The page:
Official: There is no public health crisis in Iraq
There is no public health crisis in Iraq, according to Director General of the Department of Logistics at the Iraqi Ministry of Health, Al Talibi. The department manages the country’s state-owned enterprise for the purchase and distribution of medical equipment and systems.
Addressing a gathering of UK and US exhibitors at the Arab Health exhibition and conference at the Dubai International Exhibition Centre, Talibi said currently within Iraq there were 240 public hospitals, 1,200 primary health centers and 70 private hospitals.
He told delegates that there were 124,000 personnel now working for the Iraq Ministry of Health, 29,000 hospital beds were available and the Ministry employed some 29,000 physicians and 35,000 nurses.
Talibi said the visit of an Iraqi delegation of medical professionals to Arab Health was the first official overseas mission of the country’s healthcare representatives in 37 years. The Iraqi delegation is visiting Arab Health at the invitation of the UK and US governments, supported by the Coalition Provisional Authority (CPA) in Baghdad, and IIR Exhibitions, the organizers of Arab Health.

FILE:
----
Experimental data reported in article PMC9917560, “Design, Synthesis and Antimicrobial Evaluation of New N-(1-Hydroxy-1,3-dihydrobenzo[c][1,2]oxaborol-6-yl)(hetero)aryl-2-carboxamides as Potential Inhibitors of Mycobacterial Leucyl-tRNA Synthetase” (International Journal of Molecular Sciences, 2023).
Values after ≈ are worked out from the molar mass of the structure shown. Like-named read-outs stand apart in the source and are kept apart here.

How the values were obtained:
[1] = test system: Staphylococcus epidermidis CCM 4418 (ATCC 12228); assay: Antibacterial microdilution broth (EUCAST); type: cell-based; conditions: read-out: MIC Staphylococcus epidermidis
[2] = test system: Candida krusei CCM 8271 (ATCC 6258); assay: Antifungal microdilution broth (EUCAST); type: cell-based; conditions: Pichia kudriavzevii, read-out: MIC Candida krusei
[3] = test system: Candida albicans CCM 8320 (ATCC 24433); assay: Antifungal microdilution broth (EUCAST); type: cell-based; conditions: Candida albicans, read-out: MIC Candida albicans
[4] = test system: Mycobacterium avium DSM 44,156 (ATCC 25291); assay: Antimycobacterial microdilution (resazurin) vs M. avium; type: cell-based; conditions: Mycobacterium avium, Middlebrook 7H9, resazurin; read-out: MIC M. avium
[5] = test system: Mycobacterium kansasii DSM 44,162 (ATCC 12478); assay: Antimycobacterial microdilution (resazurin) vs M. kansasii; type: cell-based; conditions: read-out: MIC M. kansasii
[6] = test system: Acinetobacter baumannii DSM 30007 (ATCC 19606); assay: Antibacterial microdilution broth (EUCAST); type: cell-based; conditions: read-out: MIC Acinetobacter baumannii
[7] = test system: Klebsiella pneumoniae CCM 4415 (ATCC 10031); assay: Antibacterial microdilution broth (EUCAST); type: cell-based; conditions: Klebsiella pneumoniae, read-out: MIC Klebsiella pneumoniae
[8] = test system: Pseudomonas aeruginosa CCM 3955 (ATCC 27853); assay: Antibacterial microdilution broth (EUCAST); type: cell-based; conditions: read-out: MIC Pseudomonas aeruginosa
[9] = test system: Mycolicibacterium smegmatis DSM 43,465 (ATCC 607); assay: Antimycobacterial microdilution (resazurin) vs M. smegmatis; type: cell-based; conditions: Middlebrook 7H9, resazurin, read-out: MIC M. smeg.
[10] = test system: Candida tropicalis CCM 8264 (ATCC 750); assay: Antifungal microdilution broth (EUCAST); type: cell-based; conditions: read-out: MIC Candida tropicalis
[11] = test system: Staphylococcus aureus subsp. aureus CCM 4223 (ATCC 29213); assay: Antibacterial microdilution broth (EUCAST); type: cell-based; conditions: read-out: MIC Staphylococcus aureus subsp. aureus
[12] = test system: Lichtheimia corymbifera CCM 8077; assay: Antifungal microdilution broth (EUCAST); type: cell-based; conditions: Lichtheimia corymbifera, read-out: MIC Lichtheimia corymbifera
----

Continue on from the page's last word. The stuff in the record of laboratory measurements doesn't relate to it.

Various areas of Iraq’s healthcare system were now being considered for privatization, said Talibi. These, he said, include the department of logistics; pharmaceuticals, supplies and equipment importation; warehousing and distribution; medical maintenance, vehicle management as well as state-owned or controlled pharmaceuticals companies.
He told delegates that pre-1980, Iraq was a regional leader in health but that during the 1980s and 1990s the system suffered from corruption, cronyism and technological stagnation. He described how in 2002, Iraq’s healthcare budget was $16 million for 25 million people - a 90 percent reduction from a decade earlier. — (menareport.com)
© 2004 Mena Report (www.menareport.com)